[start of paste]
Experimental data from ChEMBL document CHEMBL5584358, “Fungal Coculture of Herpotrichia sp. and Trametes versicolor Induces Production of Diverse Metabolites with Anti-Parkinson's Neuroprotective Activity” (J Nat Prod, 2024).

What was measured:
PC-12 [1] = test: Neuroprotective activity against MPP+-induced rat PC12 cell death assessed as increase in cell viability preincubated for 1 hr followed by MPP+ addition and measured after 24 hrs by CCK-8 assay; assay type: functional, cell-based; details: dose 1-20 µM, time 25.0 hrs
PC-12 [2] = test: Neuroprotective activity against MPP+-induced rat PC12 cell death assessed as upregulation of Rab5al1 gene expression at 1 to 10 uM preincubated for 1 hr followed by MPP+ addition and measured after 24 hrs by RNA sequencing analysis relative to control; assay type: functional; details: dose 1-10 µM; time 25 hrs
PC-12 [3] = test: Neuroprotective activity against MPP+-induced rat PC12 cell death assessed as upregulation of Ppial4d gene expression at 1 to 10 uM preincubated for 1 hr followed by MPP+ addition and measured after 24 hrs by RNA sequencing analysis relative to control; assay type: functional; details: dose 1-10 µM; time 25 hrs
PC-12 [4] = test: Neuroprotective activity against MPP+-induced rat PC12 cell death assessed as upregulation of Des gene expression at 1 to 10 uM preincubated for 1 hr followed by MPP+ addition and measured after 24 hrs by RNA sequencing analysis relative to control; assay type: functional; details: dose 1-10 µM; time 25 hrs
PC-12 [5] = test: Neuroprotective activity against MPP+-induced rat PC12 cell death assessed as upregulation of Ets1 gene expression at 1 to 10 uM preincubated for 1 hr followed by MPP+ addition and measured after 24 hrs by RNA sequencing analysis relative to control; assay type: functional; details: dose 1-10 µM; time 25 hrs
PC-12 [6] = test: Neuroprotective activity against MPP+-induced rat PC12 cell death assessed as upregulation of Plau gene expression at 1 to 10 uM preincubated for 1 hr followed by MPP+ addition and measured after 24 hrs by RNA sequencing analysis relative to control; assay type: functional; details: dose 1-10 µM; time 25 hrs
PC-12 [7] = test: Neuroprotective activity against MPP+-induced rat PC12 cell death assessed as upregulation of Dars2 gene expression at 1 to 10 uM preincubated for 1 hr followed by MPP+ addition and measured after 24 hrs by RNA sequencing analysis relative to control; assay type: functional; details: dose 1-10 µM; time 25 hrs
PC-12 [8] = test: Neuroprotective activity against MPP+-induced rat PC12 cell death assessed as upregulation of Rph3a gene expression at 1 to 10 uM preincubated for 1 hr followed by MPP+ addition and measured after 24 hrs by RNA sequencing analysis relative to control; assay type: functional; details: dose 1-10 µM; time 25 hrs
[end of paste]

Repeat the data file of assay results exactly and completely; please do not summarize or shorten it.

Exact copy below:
Experimental data from ChEMBL document CHEMBL5584358, “Fungal Coculture of Herpotrichia sp. and Trametes versicolor Induces Production of Diverse Metabolites with Anti-Parkinson's Neuroprotective Activity” (J Nat Prod, 2024).

What was measured:
PC-12 [1] = test: Neuroprotective activity against MPP+-induced rat PC12 cell death assessed as increase in cell viability preincubated for 1 hr followed by MPP+ addition and measured after 24 hrs by CCK-8 assay; assay type: functional, cell-based; details: dose 1-20 µM, time 25.0 hrs
PC-12 [2] = test: Neuroprotective activity against MPP+-induced rat PC12 cell death assessed as upregulation of Rab5al1 gene expression at 1 to 10 uM preincubated for 1 hr followed by MPP+ addition and measured after 24 hrs by RNA sequencing analysis relative to control; assay type: functional; details: dose 1-10 µM; time 25 hrs
PC-12 [3] = test: Neuroprotective activity against MPP+-induced rat PC12 cell death assessed as upregulation of Ppial4d gene expression at 1 to 10 uM preincubated for 1 hr followed by MPP+ addition and measured after 24 hrs by RNA sequencing analysis relative to control; assay type: functional; details: dose 1-10 µM; time 25 hrs
PC-12 [4] = test: Neuroprotective activity against MPP+-induced rat PC12 cell death assessed as upregulation of Des gene expression at 1 to 10 uM preincubated for 1 hr followed by MPP+ addition and measured after 24 hrs by RNA sequencing analysis relative to control; assay type: functional; details: dose 1-10 µM; time 25 hrs
PC-12 [5] = test: Neuroprotective activity against MPP+-induced rat PC12 cell death assessed as upregulation of Ets1 gene expression at 1 to 10 uM preincubated for 1 hr followed by MPP+ addition and measured after 24 hrs by RNA sequencing analysis relative to control; assay type: functional; details: dose 1-10 µM; time 25 hrs
PC-12 [6] = test: Neuroprotective activity against MPP+-induced rat PC12 cell death assessed as upregulation of Plau gene expression at 1 to 10 uM preincubated for 1 hr followed by MPP+ addition and measured after 24 hrs by RNA sequencing analysis relative to control; assay type: functional; details: dose 1-10 µM; time 25 hrs
PC-12 [7] = test: Neuroprotective activity against MPP+-induced rat PC12 cell death assessed as upregulation of Dars2 gene expression at 1 to 10 uM preincubated for 1 hr followed by MPP+ addition and measured after 24 hrs by RNA sequencing analysis relative to control; assay type: functional; details: dose 1-10 µM; time 25 hrs
PC-12 [8] = test: Neuroprotective activity against MPP+-induced rat PC12 cell death assessed as upregulation of Rph3a gene expression at 1 to 10 uM preincubated for 1 hr followed by MPP+ addition and measured after 24 hrs by RNA sequencing analysis relative to control; assay type: functional; details: dose 1-10 µM; time 25 hrs